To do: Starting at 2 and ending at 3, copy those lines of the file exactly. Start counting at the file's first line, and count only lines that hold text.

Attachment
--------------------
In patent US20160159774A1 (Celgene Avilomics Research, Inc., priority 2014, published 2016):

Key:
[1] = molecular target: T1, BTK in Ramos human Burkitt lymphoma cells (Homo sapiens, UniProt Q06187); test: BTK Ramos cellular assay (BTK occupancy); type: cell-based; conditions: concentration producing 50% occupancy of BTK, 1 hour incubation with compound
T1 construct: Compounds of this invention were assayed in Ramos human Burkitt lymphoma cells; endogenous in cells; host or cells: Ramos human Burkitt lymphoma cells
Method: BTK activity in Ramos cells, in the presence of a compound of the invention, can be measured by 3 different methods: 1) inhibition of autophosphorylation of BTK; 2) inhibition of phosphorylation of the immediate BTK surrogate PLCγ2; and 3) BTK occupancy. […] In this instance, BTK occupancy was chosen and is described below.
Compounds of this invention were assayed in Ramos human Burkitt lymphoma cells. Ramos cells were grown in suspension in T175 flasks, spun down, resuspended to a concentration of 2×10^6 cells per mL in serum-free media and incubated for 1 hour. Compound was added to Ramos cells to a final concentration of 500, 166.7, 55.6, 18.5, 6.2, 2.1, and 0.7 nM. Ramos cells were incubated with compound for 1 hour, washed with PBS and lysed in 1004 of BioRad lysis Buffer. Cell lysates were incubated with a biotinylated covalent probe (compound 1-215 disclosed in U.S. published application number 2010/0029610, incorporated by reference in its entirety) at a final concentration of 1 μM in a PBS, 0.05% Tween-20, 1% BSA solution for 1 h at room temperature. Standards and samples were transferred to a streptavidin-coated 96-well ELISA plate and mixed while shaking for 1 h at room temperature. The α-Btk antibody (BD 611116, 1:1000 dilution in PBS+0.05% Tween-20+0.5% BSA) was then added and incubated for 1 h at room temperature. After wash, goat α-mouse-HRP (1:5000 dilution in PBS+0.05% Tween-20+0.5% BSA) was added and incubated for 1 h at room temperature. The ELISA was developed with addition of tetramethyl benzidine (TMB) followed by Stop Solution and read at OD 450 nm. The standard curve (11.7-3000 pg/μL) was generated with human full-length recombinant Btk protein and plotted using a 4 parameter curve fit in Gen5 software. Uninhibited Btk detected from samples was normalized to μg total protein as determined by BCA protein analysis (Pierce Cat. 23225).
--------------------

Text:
Key:
[1] = molecular target: T1, BTK in Ramos human Burkitt lymphoma cells (Homo sapiens, UniProt Q06187); test: BTK Ramos cellular assay (BTK occupancy); type: cell-based; conditions: concentration producing 50% occupancy of BTK, 1 hour incubation with compound